Why Europe?

Living in Europe during my early twenties was a pivotal experience, a life-changing period, developmentally, of setting out to see “the world” for myself. It was also a time of self-testing. The experience continues to shape my vacation travel, in that I have long tried to save enough money to visit some European country every year or two.

You don’t need to tell me that there are other lovely parts of the world, some in the U.S. and Canada. So why do I return to Europe so regularly?


Perhaps part of what I am looking for is a renewal of that sense of discovery, history and “difference, but with shared roots” that I first experienced there. European culture (and, unlike the Brits, I include Britain under that rubric) seemed both similar and linked to my life as a young American. Yet it was also different both historically and in the present. Europeans provided a mirror that reflected my own cultural identity: With Europe as a basis of comparison, I saw how American my assumptions, attitudes, habits and hopes seem to be. I still see evidence of cultural distinctions, though I think there are more commonalities between Europeans and me today.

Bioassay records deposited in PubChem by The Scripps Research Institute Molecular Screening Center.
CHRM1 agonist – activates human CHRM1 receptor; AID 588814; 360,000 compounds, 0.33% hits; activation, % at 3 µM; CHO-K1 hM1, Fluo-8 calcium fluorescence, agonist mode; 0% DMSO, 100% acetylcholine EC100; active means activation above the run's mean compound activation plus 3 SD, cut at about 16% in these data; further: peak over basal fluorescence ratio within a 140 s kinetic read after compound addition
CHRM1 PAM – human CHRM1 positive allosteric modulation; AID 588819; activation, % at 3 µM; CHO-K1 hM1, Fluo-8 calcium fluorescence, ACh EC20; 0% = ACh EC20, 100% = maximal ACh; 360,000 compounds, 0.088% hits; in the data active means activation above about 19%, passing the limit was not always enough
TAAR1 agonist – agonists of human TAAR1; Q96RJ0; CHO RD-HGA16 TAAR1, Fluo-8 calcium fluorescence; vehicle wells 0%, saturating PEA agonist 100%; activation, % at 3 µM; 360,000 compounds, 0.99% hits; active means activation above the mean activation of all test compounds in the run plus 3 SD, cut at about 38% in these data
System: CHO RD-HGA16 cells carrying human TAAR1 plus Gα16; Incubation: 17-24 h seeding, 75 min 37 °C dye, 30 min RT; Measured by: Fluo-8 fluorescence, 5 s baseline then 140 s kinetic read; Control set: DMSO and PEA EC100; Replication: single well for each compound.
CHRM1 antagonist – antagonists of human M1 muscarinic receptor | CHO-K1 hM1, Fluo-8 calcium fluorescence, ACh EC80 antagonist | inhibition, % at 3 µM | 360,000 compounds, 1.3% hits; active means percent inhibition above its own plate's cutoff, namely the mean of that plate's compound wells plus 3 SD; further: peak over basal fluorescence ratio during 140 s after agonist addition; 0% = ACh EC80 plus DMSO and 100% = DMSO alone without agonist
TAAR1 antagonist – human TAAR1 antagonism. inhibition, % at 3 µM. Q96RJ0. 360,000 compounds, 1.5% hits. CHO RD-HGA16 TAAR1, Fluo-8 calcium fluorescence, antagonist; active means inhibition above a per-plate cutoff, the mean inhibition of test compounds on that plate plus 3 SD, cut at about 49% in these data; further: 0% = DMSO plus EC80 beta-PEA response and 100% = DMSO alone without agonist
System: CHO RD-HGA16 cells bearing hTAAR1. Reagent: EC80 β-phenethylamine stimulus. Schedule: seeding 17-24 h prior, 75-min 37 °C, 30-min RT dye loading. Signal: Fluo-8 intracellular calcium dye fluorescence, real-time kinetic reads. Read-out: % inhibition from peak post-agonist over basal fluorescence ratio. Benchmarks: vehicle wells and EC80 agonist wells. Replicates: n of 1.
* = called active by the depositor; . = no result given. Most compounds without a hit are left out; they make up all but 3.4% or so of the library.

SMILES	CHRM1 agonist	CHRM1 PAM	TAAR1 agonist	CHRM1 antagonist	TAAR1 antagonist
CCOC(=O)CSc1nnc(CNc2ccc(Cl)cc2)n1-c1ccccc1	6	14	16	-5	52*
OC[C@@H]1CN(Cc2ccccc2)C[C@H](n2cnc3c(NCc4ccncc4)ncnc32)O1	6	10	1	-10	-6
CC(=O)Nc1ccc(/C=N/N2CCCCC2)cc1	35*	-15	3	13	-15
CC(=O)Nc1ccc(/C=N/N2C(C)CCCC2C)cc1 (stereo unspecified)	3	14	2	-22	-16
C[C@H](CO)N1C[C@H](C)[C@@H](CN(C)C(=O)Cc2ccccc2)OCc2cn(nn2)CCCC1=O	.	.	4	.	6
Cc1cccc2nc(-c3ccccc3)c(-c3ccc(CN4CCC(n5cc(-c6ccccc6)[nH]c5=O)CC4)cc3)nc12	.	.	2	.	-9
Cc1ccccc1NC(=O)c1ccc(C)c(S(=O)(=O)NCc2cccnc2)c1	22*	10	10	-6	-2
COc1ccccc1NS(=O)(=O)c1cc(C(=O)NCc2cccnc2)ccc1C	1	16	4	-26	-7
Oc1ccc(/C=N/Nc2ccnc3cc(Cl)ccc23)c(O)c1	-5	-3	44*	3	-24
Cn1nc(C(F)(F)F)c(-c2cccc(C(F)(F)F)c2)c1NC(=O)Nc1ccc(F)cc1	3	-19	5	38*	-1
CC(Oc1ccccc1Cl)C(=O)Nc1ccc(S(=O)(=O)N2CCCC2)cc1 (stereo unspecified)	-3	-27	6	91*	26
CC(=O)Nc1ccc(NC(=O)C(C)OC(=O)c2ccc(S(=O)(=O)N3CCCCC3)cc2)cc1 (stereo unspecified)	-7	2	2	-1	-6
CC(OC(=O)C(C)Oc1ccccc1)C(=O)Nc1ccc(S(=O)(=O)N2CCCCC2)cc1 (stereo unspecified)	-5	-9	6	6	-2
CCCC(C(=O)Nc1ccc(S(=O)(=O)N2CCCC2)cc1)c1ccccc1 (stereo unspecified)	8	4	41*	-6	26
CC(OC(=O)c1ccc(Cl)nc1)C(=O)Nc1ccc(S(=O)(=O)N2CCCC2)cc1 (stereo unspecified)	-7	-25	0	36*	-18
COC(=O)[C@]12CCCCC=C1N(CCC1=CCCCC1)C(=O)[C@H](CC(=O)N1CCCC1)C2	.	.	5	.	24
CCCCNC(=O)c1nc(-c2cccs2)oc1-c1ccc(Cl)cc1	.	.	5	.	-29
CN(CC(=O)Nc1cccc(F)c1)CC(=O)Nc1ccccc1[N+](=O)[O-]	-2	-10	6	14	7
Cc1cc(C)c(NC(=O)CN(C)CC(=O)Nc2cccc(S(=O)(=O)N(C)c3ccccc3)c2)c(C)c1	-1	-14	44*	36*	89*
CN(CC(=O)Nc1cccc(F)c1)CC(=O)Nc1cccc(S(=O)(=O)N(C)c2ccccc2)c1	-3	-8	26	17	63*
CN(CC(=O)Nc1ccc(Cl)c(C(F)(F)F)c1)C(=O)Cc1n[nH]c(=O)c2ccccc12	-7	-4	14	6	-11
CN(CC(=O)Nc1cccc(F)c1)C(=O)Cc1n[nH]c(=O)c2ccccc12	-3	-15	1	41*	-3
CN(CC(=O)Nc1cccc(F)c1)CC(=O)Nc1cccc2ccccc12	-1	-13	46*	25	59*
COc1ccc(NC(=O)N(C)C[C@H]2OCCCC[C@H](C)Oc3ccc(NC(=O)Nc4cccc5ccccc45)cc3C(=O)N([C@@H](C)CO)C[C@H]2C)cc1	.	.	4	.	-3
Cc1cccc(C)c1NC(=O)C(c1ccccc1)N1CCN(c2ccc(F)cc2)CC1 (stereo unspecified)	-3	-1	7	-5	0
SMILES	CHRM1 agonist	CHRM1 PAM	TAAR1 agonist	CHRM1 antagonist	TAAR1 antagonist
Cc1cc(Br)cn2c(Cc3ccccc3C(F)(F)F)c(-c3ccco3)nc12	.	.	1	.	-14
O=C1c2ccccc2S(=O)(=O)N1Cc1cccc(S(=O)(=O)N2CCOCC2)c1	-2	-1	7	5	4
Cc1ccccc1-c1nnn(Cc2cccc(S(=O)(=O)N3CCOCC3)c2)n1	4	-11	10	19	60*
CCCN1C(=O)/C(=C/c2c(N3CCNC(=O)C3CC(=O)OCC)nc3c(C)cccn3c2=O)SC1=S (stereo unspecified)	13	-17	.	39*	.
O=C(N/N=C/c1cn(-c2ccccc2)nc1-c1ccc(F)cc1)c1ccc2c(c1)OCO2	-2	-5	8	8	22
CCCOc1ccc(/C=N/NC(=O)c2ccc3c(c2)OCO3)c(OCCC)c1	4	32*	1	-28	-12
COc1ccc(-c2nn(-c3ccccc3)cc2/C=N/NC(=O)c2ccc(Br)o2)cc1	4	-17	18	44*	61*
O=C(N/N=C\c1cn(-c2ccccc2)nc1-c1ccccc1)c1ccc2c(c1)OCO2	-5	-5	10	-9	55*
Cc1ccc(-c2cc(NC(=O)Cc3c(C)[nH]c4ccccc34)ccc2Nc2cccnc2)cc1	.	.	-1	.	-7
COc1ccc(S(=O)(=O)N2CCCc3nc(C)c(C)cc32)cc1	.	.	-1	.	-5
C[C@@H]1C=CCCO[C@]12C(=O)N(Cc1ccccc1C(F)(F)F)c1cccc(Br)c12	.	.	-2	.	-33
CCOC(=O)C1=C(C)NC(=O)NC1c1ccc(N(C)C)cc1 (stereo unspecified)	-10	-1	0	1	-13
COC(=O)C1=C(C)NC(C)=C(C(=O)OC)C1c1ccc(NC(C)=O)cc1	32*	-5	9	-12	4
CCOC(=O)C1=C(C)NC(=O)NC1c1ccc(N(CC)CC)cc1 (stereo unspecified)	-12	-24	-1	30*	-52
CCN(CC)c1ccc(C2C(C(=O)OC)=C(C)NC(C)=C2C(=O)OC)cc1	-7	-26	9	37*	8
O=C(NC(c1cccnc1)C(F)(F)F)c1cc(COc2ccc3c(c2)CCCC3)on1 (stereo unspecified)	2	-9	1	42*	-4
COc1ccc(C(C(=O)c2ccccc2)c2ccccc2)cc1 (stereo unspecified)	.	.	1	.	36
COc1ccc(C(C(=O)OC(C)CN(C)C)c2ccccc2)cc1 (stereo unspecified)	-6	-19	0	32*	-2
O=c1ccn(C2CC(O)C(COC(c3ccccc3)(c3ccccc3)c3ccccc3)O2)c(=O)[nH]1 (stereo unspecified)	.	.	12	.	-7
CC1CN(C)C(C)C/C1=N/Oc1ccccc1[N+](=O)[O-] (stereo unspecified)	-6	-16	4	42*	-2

There is religious dimension as well, almost embarrassing to unravel in public. In Europe I “found for myself” all those centuries of the church’s existence between Jesus’ life in Palestine and the Reformation. Raised as a Southern Baptist, I had experienced a gaping hole there, a hidden millennium or so. But in Europe as I visited cathedral after cathedral, I saw for myself that the Catholic Church had filled this time period. The Romanesque and Gothic architecture was brand new to me, nothing like most Baptist churches in Arizona, which were little “L-shaped boxes.” I discovered European art, too, in the way that only seeing it for oneself makes real. Pictures in books simply cannot convey the magnitude, placement, or context of the real artwork. In terms of subject matter, much of the art I looked at in museums, not just churches, concerned religion—Catholicism, to be precise.